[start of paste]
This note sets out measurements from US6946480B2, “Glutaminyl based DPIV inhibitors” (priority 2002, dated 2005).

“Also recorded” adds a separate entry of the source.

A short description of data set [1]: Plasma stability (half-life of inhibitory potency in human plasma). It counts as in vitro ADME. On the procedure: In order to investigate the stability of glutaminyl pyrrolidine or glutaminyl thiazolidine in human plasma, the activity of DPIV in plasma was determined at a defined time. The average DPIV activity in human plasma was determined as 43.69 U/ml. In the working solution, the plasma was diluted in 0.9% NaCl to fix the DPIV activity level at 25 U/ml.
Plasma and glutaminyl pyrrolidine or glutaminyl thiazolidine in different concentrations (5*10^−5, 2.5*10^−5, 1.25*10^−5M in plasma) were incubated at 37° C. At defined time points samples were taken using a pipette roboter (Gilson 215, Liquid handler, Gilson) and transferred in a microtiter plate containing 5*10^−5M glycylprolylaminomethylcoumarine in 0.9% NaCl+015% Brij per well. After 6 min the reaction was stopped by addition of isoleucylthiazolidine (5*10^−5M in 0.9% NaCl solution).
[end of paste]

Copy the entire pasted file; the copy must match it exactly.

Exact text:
This note sets out measurements from US6946480B2, “Glutaminyl based DPIV inhibitors” (priority 2002, dated 2005).

“Also recorded” adds a separate entry of the source.

A short description of data set [1]: Plasma stability (half-life of inhibitory potency in human plasma). It counts as in vitro ADME. On the procedure: In order to investigate the stability of glutaminyl pyrrolidine or glutaminyl thiazolidine in human plasma, the activity of DPIV in plasma was determined at a defined time. The average DPIV activity in human plasma was determined as 43.69 U/ml. In the working solution, the plasma was diluted in 0.9% NaCl to fix the DPIV activity level at 25 U/ml.
Plasma and glutaminyl pyrrolidine or glutaminyl thiazolidine in different concentrations (5*10^−5, 2.5*10^−5, 1.25*10^−5M in plasma) were incubated at 37° C. At defined time points samples were taken using a pipette roboter (Gilson 215, Liquid handler, Gilson) and transferred in a microtiter plate containing 5*10^−5M glycylprolylaminomethylcoumarine in 0.9% NaCl+015% Brij per well. After 6 min the reaction was stopped by addition of isoleucylthiazolidine (5*10^−5M in 0.9% NaCl solution).